Piper Bartlett-Browne ‘09
This August, Piper Bartlett-Browne, who graduated from UNH in 2009 with a degree in biology, will be heading to Nome, Alaska, where she’ll spend three weeks with Dr. Lee Cooper onboard the Coast Guard cutter USCGC Healy collecting climate change data in the Bering and Chukchi Seas as a part of the PolarTREC program. She is one of 12 educators from around the country selected to participate the NSF-funded program, which pairs educators with polar researchers. The mutually beneficial connection gives teachers up close experience with the scientific concepts that they teach and gives polar researchers a direct channel for sharing their real-world data and knowledge with students in classrooms thousands of miles away.
Bartlett-Browne, a science teacher at St. Thomas Aquinas High School in Dover, is ecstatic about this opportunity.
“The best way to be an effective science teacher is to be a scientist,” she says. “A lesson on climate change from a teacher who has hands-on field experience is more authentic than from a teacher who does not. My goal is to show students that scientific research is dynamic and that it is about positive change and a better world through knowledge and exploration. This experience is going to have a major impact on the way that I teach and, most importantly, it is going to have such a positive impact on the students that I teach now and into the future.”
Eager to share her PolarTREC adventure with as many people as possible, Bartlett-Browne will be hosting a webinar and blogging from the ship. You can also follow her on Instagram @polarpiperNH.
Piper Bartlett-Browne: I am currently a science teacher at St. Thomas Aquinas High in Dover, NH. I teach high school students biology, marine biology, forensics, and anatomy.
Bartlett-Browne: UNH prepared me to be a teacher by giving my hands-on learning experiences that have translated well to my classroom. I engage my students in inquiry-based learning, which I learned about as a student at UNH. I also made a lot of connections during my time at the university and I have been able to utilize them with my students.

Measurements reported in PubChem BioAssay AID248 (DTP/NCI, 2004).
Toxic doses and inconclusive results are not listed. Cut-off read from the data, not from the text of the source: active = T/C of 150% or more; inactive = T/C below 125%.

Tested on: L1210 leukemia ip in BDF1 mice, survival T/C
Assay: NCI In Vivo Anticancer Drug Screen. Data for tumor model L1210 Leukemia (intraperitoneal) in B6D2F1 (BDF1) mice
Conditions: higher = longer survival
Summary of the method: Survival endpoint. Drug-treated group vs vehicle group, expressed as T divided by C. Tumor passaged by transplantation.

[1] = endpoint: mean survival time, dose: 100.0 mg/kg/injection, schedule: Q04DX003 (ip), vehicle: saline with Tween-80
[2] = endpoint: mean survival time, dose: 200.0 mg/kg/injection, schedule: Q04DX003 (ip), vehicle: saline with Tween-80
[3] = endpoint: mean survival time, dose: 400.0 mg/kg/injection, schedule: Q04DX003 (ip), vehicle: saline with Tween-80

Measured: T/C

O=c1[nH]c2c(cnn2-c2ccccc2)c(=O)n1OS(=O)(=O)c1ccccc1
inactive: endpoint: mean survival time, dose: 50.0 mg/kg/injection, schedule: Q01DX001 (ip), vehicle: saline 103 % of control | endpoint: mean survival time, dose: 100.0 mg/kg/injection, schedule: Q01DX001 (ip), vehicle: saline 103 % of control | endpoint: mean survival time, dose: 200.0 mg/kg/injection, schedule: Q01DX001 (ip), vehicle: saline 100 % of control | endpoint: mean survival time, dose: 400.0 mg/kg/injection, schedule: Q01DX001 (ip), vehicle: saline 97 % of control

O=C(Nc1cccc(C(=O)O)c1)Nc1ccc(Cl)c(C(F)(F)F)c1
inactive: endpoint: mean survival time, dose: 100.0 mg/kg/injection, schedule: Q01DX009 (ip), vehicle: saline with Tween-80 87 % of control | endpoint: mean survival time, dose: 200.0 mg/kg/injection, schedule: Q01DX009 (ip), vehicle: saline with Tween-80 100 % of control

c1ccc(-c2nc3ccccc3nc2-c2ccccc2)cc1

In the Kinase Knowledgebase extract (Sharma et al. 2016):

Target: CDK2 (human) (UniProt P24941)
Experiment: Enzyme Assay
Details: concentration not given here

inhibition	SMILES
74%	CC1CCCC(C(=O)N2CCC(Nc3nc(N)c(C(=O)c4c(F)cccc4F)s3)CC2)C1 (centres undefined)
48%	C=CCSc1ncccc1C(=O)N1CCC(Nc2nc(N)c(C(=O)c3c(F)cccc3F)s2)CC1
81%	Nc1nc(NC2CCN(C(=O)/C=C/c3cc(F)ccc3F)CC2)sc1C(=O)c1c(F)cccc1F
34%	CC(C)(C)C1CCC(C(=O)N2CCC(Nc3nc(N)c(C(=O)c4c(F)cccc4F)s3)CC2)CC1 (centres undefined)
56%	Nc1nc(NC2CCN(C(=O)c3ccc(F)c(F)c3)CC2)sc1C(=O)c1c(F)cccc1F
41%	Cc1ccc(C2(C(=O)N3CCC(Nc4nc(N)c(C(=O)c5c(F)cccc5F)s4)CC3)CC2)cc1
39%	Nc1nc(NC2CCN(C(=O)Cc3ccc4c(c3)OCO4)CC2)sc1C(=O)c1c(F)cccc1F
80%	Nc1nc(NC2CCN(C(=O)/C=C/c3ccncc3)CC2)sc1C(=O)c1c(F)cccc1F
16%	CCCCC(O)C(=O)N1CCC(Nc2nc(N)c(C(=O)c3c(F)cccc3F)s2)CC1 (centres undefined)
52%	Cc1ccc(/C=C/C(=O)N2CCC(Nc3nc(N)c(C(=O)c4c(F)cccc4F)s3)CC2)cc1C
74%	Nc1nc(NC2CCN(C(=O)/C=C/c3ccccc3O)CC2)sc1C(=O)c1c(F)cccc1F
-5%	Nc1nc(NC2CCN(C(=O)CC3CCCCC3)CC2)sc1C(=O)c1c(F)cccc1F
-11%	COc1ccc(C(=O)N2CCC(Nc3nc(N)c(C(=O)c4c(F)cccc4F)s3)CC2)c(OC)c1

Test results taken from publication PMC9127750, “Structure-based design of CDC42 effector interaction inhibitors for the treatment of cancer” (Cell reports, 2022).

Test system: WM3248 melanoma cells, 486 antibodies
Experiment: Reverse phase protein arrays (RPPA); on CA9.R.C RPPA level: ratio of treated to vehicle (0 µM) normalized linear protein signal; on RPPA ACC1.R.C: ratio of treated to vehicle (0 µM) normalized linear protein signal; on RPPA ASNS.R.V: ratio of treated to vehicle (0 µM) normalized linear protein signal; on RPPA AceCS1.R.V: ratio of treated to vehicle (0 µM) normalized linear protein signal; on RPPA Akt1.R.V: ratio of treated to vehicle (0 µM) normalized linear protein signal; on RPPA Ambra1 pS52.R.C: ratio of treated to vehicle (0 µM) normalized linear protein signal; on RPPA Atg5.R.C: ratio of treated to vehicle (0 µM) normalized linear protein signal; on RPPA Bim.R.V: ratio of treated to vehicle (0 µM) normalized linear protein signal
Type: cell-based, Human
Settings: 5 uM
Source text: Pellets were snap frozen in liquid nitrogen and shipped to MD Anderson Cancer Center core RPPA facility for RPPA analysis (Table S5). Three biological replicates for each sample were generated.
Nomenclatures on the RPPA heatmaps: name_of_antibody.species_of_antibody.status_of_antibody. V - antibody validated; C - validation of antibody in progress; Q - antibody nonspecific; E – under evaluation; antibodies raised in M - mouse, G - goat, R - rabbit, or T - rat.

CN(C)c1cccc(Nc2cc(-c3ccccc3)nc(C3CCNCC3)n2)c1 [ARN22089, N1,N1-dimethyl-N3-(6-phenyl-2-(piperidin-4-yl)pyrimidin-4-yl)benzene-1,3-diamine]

Bartlett-Browne: I see myself continuing to be a teacher in the NH seacoast area. Through new personal and professional experiences, I hope to offer my best teaching to students in the upcoming years. I aim to improve upon my teaching style be participating in more and more teacher workshops that involve research. I want to make research a more integral part of my classroom and inspire students to become the next generation of scientists.
Bartlett-Browne: First of all, I wish that I had known I wanted to be a teacher! I was a biology major and always thought that I would do research. I took the long road to become a teacher. I started in education non-profits and participated in experiential learning on my way to getting my license. I didn't know much about teaching and how many opportunities there are for educators to engage with the scientific community.
Bartlett-Browne: The Field Marine Science course at the Shoals Marine Lab influenced me the most. It was the engaging, hands-on activities that I loved. This is now the foundation of my teaching philosophy. I want my students to ask questions and participate in their own research. I have since been back to SML as a participant in the Marine Science for Teachers program in 2018. I used what I learned there in my marine biology course!
Bartlett-Browne: The most memorable class I took was Marine Invertebrates with Dr. Larry Harris. It was the first time I had ever had such intense lab practicals. I learned a lot about marine invertebrates, which is great because I love tidepools in New England! I remember spending so much time practicing in the lab before the exams. It was difficult, but just knowing that I was capable of being successful in a class that was amazing.
Bartlett-Browne: My advice for people who want to go into science teaching is to be creative and be comfortable reaching out to the science community! Teaching is an amazing field for people are willing to try new things and use their creativity to help students learn in different ways. Scientists and other science professionals are always so willing to help collaborate on curriculum. It can create these great long-term relationships that not only benefits your students, but also engages you in what you are teaching.
Bartlett-Browne: I miss the social aspect of UNH because I had so many great non-academic experiences, but I really do miss taking new classes. A lot of times we read about a topic that is interesting and you get a breadth of information, but it lacks depth. I miss the classes at UNH for the specificity and depth of information that I would receive.